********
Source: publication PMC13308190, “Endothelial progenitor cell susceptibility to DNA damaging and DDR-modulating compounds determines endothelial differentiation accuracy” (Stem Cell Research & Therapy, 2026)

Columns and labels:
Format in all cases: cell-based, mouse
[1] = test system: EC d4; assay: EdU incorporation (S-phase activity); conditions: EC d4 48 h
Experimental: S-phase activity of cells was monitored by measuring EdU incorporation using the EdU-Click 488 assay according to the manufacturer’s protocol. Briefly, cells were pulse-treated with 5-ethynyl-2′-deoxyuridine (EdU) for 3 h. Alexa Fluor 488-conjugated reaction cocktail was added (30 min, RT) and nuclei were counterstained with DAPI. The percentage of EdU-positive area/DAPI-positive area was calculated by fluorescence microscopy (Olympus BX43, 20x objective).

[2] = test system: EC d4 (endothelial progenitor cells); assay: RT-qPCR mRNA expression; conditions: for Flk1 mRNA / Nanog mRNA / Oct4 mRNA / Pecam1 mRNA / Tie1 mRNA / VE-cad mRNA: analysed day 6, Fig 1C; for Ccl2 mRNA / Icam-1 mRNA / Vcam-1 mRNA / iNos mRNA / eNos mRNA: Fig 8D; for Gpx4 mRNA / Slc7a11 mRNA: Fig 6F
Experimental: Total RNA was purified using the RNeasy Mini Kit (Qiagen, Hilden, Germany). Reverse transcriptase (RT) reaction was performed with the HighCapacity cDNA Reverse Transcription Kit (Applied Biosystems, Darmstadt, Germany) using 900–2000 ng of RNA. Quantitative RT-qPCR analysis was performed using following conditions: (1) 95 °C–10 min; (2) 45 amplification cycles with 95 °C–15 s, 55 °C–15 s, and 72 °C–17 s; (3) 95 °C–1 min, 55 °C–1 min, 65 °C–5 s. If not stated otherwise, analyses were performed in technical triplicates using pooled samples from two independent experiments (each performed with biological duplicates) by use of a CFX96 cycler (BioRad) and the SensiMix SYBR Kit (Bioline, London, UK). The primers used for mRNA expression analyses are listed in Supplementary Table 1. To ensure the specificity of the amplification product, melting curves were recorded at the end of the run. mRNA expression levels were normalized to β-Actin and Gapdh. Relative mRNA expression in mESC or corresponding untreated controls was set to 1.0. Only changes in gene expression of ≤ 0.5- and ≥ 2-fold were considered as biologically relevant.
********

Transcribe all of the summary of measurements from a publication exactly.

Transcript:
Source: publication PMC13308190, “Endothelial progenitor cell susceptibility to DNA damaging and DDR-modulating compounds determines endothelial differentiation accuracy” (Stem Cell Research & Therapy, 2026)

Columns and labels:
Format in all cases: cell-based, mouse
[1] = test system: EC d4; assay: EdU incorporation (S-phase activity); conditions: EC d4 48 h
Experimental: S-phase activity of cells was monitored by measuring EdU incorporation using the EdU-Click 488 assay according to the manufacturer’s protocol. Briefly, cells were pulse-treated with 5-ethynyl-2′-deoxyuridine (EdU) for 3 h. Alexa Fluor 488-conjugated reaction cocktail was added (30 min, RT) and nuclei were counterstained with DAPI. The percentage of EdU-positive area/DAPI-positive area was calculated by fluorescence microscopy (Olympus BX43, 20x objective).

[2] = test system: EC d4 (endothelial progenitor cells); assay: RT-qPCR mRNA expression; conditions: for Flk1 mRNA / Nanog mRNA / Oct4 mRNA / Pecam1 mRNA / Tie1 mRNA / VE-cad mRNA: analysed day 6, Fig 1C; for Ccl2 mRNA / Icam-1 mRNA / Vcam-1 mRNA / iNos mRNA / eNos mRNA: Fig 8D; for Gpx4 mRNA / Slc7a11 mRNA: Fig 6F
Experimental: Total RNA was purified using the RNeasy Mini Kit (Qiagen, Hilden, Germany). Reverse transcriptase (RT) reaction was performed with the HighCapacity cDNA Reverse Transcription Kit (Applied Biosystems, Darmstadt, Germany) using 900–2000 ng of RNA. Quantitative RT-qPCR analysis was performed using following conditions: (1) 95 °C–10 min; (2) 45 amplification cycles with 95 °C–15 s, 55 °C–15 s, and 72 °C–17 s; (3) 95 °C–1 min, 55 °C–1 min, 65 °C–5 s. If not stated otherwise, analyses were performed in technical triplicates using pooled samples from two independent experiments (each performed with biological duplicates) by use of a CFX96 cycler (BioRad) and the SensiMix SYBR Kit (Bioline, London, UK). The primers used for mRNA expression analyses are listed in Supplementary Table 1. To ensure the specificity of the amplification product, melting curves were recorded at the end of the run. mRNA expression levels were normalized to β-Actin and Gapdh. Relative mRNA expression in mESC or corresponding untreated controls was set to 1.0. Only changes in gene expression of ≤ 0.5- and ≥ 2-fold were considered as biologically relevant.